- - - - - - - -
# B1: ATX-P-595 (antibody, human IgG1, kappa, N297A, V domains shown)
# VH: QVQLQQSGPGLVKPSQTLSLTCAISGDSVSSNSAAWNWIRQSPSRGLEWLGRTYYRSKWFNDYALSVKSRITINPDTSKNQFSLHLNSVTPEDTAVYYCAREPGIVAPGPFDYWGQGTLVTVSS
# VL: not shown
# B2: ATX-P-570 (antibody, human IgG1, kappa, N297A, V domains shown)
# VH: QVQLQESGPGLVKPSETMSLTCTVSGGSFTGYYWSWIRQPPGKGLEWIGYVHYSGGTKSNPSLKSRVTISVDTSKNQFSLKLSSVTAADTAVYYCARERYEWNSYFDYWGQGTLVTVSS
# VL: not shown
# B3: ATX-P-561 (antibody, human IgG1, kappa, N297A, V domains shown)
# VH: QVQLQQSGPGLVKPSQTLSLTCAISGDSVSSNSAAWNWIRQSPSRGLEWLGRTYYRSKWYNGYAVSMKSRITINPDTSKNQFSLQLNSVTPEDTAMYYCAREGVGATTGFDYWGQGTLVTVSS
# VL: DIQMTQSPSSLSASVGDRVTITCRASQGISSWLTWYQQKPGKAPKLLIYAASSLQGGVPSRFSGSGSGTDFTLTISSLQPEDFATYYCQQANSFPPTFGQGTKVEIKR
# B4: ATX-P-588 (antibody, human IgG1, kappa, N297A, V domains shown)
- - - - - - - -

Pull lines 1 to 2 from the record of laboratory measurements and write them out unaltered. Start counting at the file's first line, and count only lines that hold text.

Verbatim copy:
# B1: ATX-P-595 (antibody, human IgG1, kappa, N297A, V domains shown)
# VH: QVQLQQSGPGLVKPSQTLSLTCAISGDSVSSNSAAWNWIRQSPSRGLEWLGRTYYRSKWFNDYALSVKSRITINPDTSKNQFSLHLNSVTPEDTAVYYCAREPGIVAPGPFDYWGQGTLVTVSS